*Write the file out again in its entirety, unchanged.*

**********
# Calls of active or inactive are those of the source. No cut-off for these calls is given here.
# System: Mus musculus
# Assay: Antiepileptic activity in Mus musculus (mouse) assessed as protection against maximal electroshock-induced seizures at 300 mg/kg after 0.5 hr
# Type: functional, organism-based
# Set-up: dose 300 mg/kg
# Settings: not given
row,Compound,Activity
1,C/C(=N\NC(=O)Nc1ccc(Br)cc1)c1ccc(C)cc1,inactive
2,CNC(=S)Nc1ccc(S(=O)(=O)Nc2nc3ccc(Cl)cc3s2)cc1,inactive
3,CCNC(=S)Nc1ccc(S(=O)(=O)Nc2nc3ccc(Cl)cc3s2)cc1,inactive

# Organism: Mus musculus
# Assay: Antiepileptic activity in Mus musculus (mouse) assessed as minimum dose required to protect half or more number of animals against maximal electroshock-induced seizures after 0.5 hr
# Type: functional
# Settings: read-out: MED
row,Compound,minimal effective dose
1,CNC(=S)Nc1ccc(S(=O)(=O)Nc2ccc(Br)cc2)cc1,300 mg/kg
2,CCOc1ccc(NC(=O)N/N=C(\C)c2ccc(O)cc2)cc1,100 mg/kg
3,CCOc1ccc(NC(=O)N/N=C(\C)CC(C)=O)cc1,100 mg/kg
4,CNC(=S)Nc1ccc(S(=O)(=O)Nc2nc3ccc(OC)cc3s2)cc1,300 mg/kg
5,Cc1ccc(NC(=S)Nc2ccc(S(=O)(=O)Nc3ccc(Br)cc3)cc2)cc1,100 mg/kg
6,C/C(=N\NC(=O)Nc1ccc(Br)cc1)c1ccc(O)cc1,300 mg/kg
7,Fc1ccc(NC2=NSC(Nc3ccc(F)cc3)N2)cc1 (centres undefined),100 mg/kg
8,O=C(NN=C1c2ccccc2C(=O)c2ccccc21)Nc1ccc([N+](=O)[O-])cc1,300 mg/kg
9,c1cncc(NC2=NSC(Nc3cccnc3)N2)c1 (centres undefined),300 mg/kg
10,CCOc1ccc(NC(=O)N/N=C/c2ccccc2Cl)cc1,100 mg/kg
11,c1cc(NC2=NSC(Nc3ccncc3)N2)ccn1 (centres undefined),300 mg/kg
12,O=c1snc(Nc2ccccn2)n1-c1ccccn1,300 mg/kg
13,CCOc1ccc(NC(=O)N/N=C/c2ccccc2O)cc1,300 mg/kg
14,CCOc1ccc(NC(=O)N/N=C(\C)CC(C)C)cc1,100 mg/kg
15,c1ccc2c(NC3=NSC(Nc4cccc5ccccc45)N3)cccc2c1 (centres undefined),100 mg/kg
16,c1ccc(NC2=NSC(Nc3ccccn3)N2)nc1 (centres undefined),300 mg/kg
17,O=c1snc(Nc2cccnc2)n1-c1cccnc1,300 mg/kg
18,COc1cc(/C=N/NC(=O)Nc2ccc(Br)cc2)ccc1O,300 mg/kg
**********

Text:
# Calls of active or inactive are those of the source. No cut-off for these calls is given here.
# System: Mus musculus
# Assay: Antiepileptic activity in Mus musculus (mouse) assessed as protection against maximal electroshock-induced seizures at 300 mg/kg after 0.5 hr
# Type: functional, organism-based
# Set-up: dose 300 mg/kg
# Settings: not given
row,Compound,Activity
1,C/C(=N\NC(=O)Nc1ccc(Br)cc1)c1ccc(C)cc1,inactive
2,CNC(=S)Nc1ccc(S(=O)(=O)Nc2nc3ccc(Cl)cc3s2)cc1,inactive
3,CCNC(=S)Nc1ccc(S(=O)(=O)Nc2nc3ccc(Cl)cc3s2)cc1,inactive

# Organism: Mus musculus
# Assay: Antiepileptic activity in Mus musculus (mouse) assessed as minimum dose required to protect half or more number of animals against maximal electroshock-induced seizures after 0.5 hr
# Type: functional
# Settings: read-out: MED
row,Compound,minimal effective dose
1,CNC(=S)Nc1ccc(S(=O)(=O)Nc2ccc(Br)cc2)cc1,300 mg/kg
2,CCOc1ccc(NC(=O)N/N=C(\C)c2ccc(O)cc2)cc1,100 mg/kg
3,CCOc1ccc(NC(=O)N/N=C(\C)CC(C)=O)cc1,100 mg/kg
4,CNC(=S)Nc1ccc(S(=O)(=O)Nc2nc3ccc(OC)cc3s2)cc1,300 mg/kg
5,Cc1ccc(NC(=S)Nc2ccc(S(=O)(=O)Nc3ccc(Br)cc3)cc2)cc1,100 mg/kg
6,C/C(=N\NC(=O)Nc1ccc(Br)cc1)c1ccc(O)cc1,300 mg/kg
7,Fc1ccc(NC2=NSC(Nc3ccc(F)cc3)N2)cc1 (centres undefined),100 mg/kg
8,O=C(NN=C1c2ccccc2C(=O)c2ccccc21)Nc1ccc([N+](=O)[O-])cc1,300 mg/kg
9,c1cncc(NC2=NSC(Nc3cccnc3)N2)c1 (centres undefined),300 mg/kg
10,CCOc1ccc(NC(=O)N/N=C/c2ccccc2Cl)cc1,100 mg/kg
11,c1cc(NC2=NSC(Nc3ccncc3)N2)ccn1 (centres undefined),300 mg/kg
12,O=c1snc(Nc2ccccn2)n1-c1ccccn1,300 mg/kg
13,CCOc1ccc(NC(=O)N/N=C/c2ccccc2O)cc1,300 mg/kg
14,CCOc1ccc(NC(=O)N/N=C(\C)CC(C)C)cc1,100 mg/kg
15,c1ccc2c(NC3=NSC(Nc4cccc5ccccc45)N3)cccc2c1 (centres undefined),100 mg/kg
16,c1ccc(NC2=NSC(Nc3ccccn3)N2)nc1 (centres undefined),300 mg/kg
17,O=c1snc(Nc2cccnc2)n1-c1cccnc1,300 mg/kg
18,COc1cc(/C=N/NC(=O)Nc2ccc(Br)cc2)ccc1O,300 mg/kg